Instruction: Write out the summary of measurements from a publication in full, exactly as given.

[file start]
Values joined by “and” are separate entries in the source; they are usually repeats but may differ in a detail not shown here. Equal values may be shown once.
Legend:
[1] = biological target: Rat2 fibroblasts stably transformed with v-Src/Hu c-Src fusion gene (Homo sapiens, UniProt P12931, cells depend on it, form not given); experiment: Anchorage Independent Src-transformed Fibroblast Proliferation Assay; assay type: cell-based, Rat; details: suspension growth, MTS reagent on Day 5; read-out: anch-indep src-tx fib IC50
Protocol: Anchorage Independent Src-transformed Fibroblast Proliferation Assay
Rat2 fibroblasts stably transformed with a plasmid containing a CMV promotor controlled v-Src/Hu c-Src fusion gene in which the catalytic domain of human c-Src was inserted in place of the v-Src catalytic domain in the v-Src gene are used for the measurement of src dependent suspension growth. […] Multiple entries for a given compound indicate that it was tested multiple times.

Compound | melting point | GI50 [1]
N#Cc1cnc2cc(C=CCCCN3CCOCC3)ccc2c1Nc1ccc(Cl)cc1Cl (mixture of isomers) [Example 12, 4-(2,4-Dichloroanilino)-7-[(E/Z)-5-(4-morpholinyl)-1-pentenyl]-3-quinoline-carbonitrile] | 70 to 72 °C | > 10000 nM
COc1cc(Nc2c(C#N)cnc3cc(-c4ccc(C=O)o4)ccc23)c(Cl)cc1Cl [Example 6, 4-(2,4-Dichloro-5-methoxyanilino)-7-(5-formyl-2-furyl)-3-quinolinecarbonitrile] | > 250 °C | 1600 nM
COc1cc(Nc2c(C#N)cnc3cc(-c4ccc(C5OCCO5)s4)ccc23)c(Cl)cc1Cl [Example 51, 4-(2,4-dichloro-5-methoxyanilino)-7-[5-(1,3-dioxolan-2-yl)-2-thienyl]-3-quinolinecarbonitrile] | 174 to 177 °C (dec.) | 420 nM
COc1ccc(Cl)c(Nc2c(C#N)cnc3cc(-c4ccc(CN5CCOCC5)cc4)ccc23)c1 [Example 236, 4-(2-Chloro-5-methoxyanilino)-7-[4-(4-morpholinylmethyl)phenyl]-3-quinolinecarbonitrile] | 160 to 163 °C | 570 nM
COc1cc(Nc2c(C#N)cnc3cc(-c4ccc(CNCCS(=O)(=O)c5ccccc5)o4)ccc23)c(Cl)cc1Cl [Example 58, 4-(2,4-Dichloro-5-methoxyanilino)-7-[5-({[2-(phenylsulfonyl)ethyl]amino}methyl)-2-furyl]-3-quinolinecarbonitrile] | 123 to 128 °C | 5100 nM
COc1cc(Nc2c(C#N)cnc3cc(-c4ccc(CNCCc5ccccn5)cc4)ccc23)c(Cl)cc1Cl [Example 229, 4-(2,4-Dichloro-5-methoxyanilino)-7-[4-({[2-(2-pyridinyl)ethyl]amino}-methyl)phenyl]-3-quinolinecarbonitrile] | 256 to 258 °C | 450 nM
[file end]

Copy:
Values joined by “and” are separate entries in the source; they are usually repeats but may differ in a detail not shown here. Equal values may be shown once.
Legend:
[1] = biological target: Rat2 fibroblasts stably transformed with v-Src/Hu c-Src fusion gene (Homo sapiens, UniProt P12931, cells depend on it, form not given); experiment: Anchorage Independent Src-transformed Fibroblast Proliferation Assay; assay type: cell-based, Rat; details: suspension growth, MTS reagent on Day 5; read-out: anch-indep src-tx fib IC50
Protocol: Anchorage Independent Src-transformed Fibroblast Proliferation Assay
Rat2 fibroblasts stably transformed with a plasmid containing a CMV promotor controlled v-Src/Hu c-Src fusion gene in which the catalytic domain of human c-Src was inserted in place of the v-Src catalytic domain in the v-Src gene are used for the measurement of src dependent suspension growth. […] Multiple entries for a given compound indicate that it was tested multiple times.

Compound | melting point | GI50 [1]
N#Cc1cnc2cc(C=CCCCN3CCOCC3)ccc2c1Nc1ccc(Cl)cc1Cl (mixture of isomers) [Example 12, 4-(2,4-Dichloroanilino)-7-[(E/Z)-5-(4-morpholinyl)-1-pentenyl]-3-quinoline-carbonitrile] | 70 to 72 °C | > 10000 nM
COc1cc(Nc2c(C#N)cnc3cc(-c4ccc(C=O)o4)ccc23)c(Cl)cc1Cl [Example 6, 4-(2,4-Dichloro-5-methoxyanilino)-7-(5-formyl-2-furyl)-3-quinolinecarbonitrile] | > 250 °C | 1600 nM
COc1cc(Nc2c(C#N)cnc3cc(-c4ccc(C5OCCO5)s4)ccc23)c(Cl)cc1Cl [Example 51, 4-(2,4-dichloro-5-methoxyanilino)-7-[5-(1,3-dioxolan-2-yl)-2-thienyl]-3-quinolinecarbonitrile] | 174 to 177 °C (dec.) | 420 nM
COc1ccc(Cl)c(Nc2c(C#N)cnc3cc(-c4ccc(CN5CCOCC5)cc4)ccc23)c1 [Example 236, 4-(2-Chloro-5-methoxyanilino)-7-[4-(4-morpholinylmethyl)phenyl]-3-quinolinecarbonitrile] | 160 to 163 °C | 570 nM
COc1cc(Nc2c(C#N)cnc3cc(-c4ccc(CNCCS(=O)(=O)c5ccccc5)o4)ccc23)c(Cl)cc1Cl [Example 58, 4-(2,4-Dichloro-5-methoxyanilino)-7-[5-({[2-(phenylsulfonyl)ethyl]amino}methyl)-2-furyl]-3-quinolinecarbonitrile] | 123 to 128 °C | 5100 nM
COc1cc(Nc2c(C#N)cnc3cc(-c4ccc(CNCCc5ccccn5)cc4)ccc23)c(Cl)cc1Cl [Example 229, 4-(2,4-Dichloro-5-methoxyanilino)-7-[4-({[2-(2-pyridinyl)ethyl]amino}-methyl)phenyl]-3-quinolinecarbonitrile] | 256 to 258 °C | 450 nM